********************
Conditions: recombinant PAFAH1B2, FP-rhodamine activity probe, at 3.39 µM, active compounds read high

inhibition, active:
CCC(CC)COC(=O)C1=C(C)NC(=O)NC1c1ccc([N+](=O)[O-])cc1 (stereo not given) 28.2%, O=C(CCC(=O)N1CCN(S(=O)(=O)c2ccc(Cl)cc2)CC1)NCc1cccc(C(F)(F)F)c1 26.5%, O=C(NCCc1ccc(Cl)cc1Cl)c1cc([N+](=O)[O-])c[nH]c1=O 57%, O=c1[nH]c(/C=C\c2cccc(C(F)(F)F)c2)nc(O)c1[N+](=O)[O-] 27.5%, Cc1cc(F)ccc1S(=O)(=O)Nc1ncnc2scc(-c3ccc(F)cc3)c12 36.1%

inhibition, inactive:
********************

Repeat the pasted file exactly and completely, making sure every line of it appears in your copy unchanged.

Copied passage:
Conditions: recombinant PAFAH1B2, FP-rhodamine activity probe, at 3.39 µM, active compounds read high

inhibition, active:
CCC(CC)COC(=O)C1=C(C)NC(=O)NC1c1ccc([N+](=O)[O-])cc1 (stereo not given) 28.2%, O=C(CCC(=O)N1CCN(S(=O)(=O)c2ccc(Cl)cc2)CC1)NCc1cccc(C(F)(F)F)c1 26.5%, O=C(NCCc1ccc(Cl)cc1Cl)c1cc([N+](=O)[O-])c[nH]c1=O 57%, O=c1[nH]c(/C=C\c2cccc(C(F)(F)F)c2)nc(O)c1[N+](=O)[O-] 27.5%, Cc1cc(F)ccc1S(=O)(=O)Nc1ncnc2scc(-c3ccc(F)cc3)c12 36.1%

inhibition, inactive: